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The History of Weight Watchers

From a woman's obsession with cookies to a worldwide weight-loss service

In September 1961, an overweight woman from Queens, New York, called a group of friends over to her house and confessed that eating cookies was her obsession.  Her name was Jean Nidetch, and with that first admission she discovered that one of the most effective keys to weight control are "empathy, rapport and mutual understanding." Her discovery resulted in a seventy pound weight loss and one of the most successful weight-control organizations in the world - Weight Watchers.

It all began when Jean, a 214-pound housewife who wore a size 44 dress, became discouraged by years of fad dieting. Desperate to lose weight, Jean attended a free diet clinic sponsored by the New York City Board of Health. Sticking grimly to their diet, Jean managed to lose 20 pounds, but then found her motivation waning.  That's when she picked up the phone, called a few overweight friends, and made her "cookie confession."  Her friends not only understood, they shared their "Frankensteins" too, as Jean called their food obsessions. After that, the women came to Jean's house each week for mutual support and sharing.  They all lost weight, and the word spread.  Soon, Jean was squeezing 40 people into her apartment.  Together, they came to realize that losing weight was more than just a diet.  It was all about changing habits and getting support and encouragement from people who cared. Today, more than 41 years later, Weight Watchers still cares.  It was this caring that enabled Jean's "little group" to expand into an industry.  The first steps came when Jean began holding meetings at other people's houses. Two of these people, Albert and Felice Lippert, suggested that Jean set up weekly classes at a business location.

WEIGHT WATCHERS BECOMES A COMPANY In May 1963, Weight Watchers was incorporated and the first public meeting was held in a loft in Queens.  The meeting was not advertised, but to Jean's astonishment some 400 people were waiting outside the loft when she arrived at 9:30 a.m.  Since she had only rented 50 chairs, Jean and a friend, whom she recruited from the line as her assistant, spent that day meeting groups of 50 of the people who were waiting. The company rapidly began to expand, as former members who had successfully completed the program and extensive training opened franchises throughout the U.S. and abroad. What had worked in Jean's living room now works in meeting rooms from New York to California and from Australia to Brazil. As the company grew in size, it also developed in the management and scientific areas, making it the state-of-the-art in weight loss and control.  Changes were made to the basic Food Plan to reflect the most current nutritional findings.  And, the Food Plan continues to evolve today, adjusting to fit the lifestyle needs of consumers, while still maintaining the highest standards for a nutritionally-balanced, healthful weight-loss and control program. A behavior management program was designed by a leading psychologist, based on the belief that the best way to control weight is to change bad eating habits.  And, in 1978, an Exercise Plan was added, making Weight Watchers one of the first organizations to stress the importance of walking as an aid to overall fitness.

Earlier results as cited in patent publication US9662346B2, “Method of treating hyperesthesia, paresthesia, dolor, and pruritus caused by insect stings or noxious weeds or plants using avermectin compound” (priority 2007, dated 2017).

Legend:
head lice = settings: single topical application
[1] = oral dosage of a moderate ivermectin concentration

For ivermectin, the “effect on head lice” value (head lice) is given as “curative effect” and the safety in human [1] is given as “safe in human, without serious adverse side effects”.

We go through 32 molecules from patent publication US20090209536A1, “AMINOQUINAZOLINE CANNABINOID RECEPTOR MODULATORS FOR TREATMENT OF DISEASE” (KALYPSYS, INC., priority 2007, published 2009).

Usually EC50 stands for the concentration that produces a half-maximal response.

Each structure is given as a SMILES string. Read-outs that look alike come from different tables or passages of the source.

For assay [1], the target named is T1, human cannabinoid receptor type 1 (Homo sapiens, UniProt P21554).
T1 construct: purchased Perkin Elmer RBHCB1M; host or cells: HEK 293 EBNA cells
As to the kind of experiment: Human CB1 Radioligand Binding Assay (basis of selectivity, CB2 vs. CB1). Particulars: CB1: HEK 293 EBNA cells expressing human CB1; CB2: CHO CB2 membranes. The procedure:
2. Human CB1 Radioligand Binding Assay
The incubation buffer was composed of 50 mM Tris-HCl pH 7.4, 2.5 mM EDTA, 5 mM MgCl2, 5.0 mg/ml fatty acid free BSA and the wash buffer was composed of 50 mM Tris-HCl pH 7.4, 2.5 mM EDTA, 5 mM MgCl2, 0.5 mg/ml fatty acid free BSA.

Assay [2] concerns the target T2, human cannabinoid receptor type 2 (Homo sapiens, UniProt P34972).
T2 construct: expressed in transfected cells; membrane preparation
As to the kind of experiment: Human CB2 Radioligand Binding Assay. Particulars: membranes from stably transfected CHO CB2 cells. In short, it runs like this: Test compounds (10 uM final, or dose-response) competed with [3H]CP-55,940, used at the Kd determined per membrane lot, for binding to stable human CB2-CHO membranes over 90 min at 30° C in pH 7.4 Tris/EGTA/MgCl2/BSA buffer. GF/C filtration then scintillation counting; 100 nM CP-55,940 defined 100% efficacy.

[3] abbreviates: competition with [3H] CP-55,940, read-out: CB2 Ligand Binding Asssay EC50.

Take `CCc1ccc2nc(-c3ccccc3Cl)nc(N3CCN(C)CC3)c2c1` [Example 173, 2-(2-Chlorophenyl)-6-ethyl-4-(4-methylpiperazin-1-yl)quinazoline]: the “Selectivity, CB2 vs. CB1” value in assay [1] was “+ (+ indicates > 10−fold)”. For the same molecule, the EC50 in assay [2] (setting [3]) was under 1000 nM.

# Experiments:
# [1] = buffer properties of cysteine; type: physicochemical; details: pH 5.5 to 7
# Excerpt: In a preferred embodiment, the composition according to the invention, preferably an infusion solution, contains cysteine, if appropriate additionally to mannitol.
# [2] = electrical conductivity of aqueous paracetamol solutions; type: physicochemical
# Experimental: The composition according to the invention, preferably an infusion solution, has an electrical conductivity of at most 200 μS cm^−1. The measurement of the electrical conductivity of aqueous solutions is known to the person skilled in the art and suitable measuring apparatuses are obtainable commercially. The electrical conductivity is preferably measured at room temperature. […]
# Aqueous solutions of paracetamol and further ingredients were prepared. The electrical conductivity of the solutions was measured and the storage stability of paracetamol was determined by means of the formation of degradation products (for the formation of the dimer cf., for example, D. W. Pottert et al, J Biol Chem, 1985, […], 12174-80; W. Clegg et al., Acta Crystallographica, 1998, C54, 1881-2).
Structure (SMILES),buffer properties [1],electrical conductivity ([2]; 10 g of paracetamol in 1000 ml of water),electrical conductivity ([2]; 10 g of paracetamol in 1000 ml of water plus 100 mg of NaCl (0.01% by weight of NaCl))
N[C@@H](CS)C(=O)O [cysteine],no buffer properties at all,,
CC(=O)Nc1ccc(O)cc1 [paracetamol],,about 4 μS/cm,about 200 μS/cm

JOINING THE HEINZ FAMILY This comprehensive approach to weight loss proved so successful that, in 1978, Weight Watchers International was sold to the H.J. Heinz Company. Since its acquisition by Heinz, Weight Watchers has continued to grow and prosper.  Weight Watchers now boasts more than one million members, who attend 29,000 meetings, in 27 countries. Weight Watchers also offers a complete line of good-tasting, reduced-calorie, portion-controlled entrees, breakfasts, snacks and desserts in the supermarket. Manufactured by the Weight Watchers Gourmet Food Company, also an affiliate of H.J. Heinz, and by licensees, these items are designed to fit into the Weight Watchers food plan and can be used by members.  Non-members interested in good-tasting, portion-controlled foods can use them too.  A number of other products and services are also offered under the Weight Watchers trademark, like best-selling cookbooks, appointment calendars, exercise tapes, and a national magazine.

WEIGHTWATCHERS ROLE IN THE INDUSTRY Through the years, Weight Watchers has taken its position as a leader in the weight-control industry very seriously. In 1990, when the Secretary of Health and Human Services announced health goals for Americans, called Healthy People 2000, Weight Watchers was a major corporate sponsor.  Weight Watchers Health Watch 2000 was later launched by Weight Watchers to help educate Americans that research shows that obesity is an independent risk factor for many major chronic diseases, including cancer, stroke, heart disease and diabetes.  Today, Weight Watchers continues to support initiatives to give Americans practical advice on how to lead healthier lives, focusing on such areas as weight control, nutrition, and physical fitness. With this commitment to public health and education, Weight Watchers has shown, once again, that the caring which Jean Nidetch expressed in her Queens home, the caring that has guided the development and growth of Weight Watchers, will continue to help people change their lives for the better into the 21st century and well into the future.

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